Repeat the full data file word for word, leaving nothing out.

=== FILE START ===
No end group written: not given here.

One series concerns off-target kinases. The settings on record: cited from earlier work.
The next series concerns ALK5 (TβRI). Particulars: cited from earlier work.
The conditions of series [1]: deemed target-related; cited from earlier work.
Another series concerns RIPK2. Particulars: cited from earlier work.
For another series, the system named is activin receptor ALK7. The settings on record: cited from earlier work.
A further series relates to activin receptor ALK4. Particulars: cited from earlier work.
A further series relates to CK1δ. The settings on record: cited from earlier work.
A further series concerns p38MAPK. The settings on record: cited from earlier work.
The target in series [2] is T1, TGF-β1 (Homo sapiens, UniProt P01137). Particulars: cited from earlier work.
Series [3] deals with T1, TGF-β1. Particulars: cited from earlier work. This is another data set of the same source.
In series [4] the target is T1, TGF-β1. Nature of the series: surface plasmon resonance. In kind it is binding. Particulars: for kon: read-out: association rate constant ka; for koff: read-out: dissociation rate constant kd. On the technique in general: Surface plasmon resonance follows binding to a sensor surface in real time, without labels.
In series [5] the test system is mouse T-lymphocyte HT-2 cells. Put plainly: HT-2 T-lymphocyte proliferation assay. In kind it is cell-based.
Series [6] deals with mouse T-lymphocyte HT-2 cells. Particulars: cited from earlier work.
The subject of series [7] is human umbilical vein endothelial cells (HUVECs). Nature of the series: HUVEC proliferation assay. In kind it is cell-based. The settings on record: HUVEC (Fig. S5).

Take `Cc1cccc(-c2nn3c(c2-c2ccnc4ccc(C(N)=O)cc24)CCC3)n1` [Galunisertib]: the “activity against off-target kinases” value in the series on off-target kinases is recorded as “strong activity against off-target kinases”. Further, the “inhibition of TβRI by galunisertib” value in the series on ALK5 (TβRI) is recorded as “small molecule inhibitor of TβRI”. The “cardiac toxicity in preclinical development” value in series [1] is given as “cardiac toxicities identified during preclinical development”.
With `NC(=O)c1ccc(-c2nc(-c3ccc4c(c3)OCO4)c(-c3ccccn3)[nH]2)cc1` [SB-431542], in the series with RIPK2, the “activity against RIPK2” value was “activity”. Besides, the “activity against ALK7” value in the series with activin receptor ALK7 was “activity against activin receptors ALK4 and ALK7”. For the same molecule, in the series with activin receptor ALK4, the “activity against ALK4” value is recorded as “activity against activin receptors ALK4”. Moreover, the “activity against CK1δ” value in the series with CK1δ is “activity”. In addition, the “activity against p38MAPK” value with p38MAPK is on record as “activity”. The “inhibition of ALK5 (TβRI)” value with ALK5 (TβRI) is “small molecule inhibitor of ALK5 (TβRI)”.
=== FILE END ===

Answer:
No end group written: not given here.

One series concerns off-target kinases. The settings on record: cited from earlier work.
The next series concerns ALK5 (TβRI). Particulars: cited from earlier work.
The conditions of series [1]: deemed target-related; cited from earlier work.
Another series concerns RIPK2. Particulars: cited from earlier work.
For another series, the system named is activin receptor ALK7. The settings on record: cited from earlier work.
A further series relates to activin receptor ALK4. Particulars: cited from earlier work.
A further series relates to CK1δ. The settings on record: cited from earlier work.
A further series concerns p38MAPK. The settings on record: cited from earlier work.
The target in series [2] is T1, TGF-β1 (Homo sapiens, UniProt P01137). Particulars: cited from earlier work.
Series [3] deals with T1, TGF-β1. Particulars: cited from earlier work. This is another data set of the same source.
In series [4] the target is T1, TGF-β1. Nature of the series: surface plasmon resonance. In kind it is binding. Particulars: for kon: read-out: association rate constant ka; for koff: read-out: dissociation rate constant kd. On the technique in general: Surface plasmon resonance follows binding to a sensor surface in real time, without labels.
In series [5] the test system is mouse T-lymphocyte HT-2 cells. Put plainly: HT-2 T-lymphocyte proliferation assay. In kind it is cell-based.
Series [6] deals with mouse T-lymphocyte HT-2 cells. Particulars: cited from earlier work.
The subject of series [7] is human umbilical vein endothelial cells (HUVECs). Nature of the series: HUVEC proliferation assay. In kind it is cell-based. The settings on record: HUVEC (Fig. S5).

Take `Cc1cccc(-c2nn3c(c2-c2ccnc4ccc(C(N)=O)cc24)CCC3)n1` [Galunisertib]: the “activity against off-target kinases” value in the series on off-target kinases is recorded as “strong activity against off-target kinases”. Further, the “inhibition of TβRI by galunisertib” value in the series on ALK5 (TβRI) is recorded as “small molecule inhibitor of TβRI”. The “cardiac toxicity in preclinical development” value in series [1] is given as “cardiac toxicities identified during preclinical development”.
With `NC(=O)c1ccc(-c2nc(-c3ccc4c(c3)OCO4)c(-c3ccccn3)[nH]2)cc1` [SB-431542], in the series with RIPK2, the “activity against RIPK2” value was “activity”. Besides, the “activity against ALK7” value in the series with activin receptor ALK7 was “activity against activin receptors ALK4 and ALK7”. For the same molecule, in the series with activin receptor ALK4, the “activity against ALK4” value is recorded as “activity against activin receptors ALK4”. Moreover, the “activity against CK1δ” value in the series with CK1δ is “activity”. In addition, the “activity against p38MAPK” value with p38MAPK is on record as “activity”. The “inhibition of ALK5 (TβRI)” value with ALK5 (TβRI) is “small molecule inhibitor of ALK5 (TβRI)”.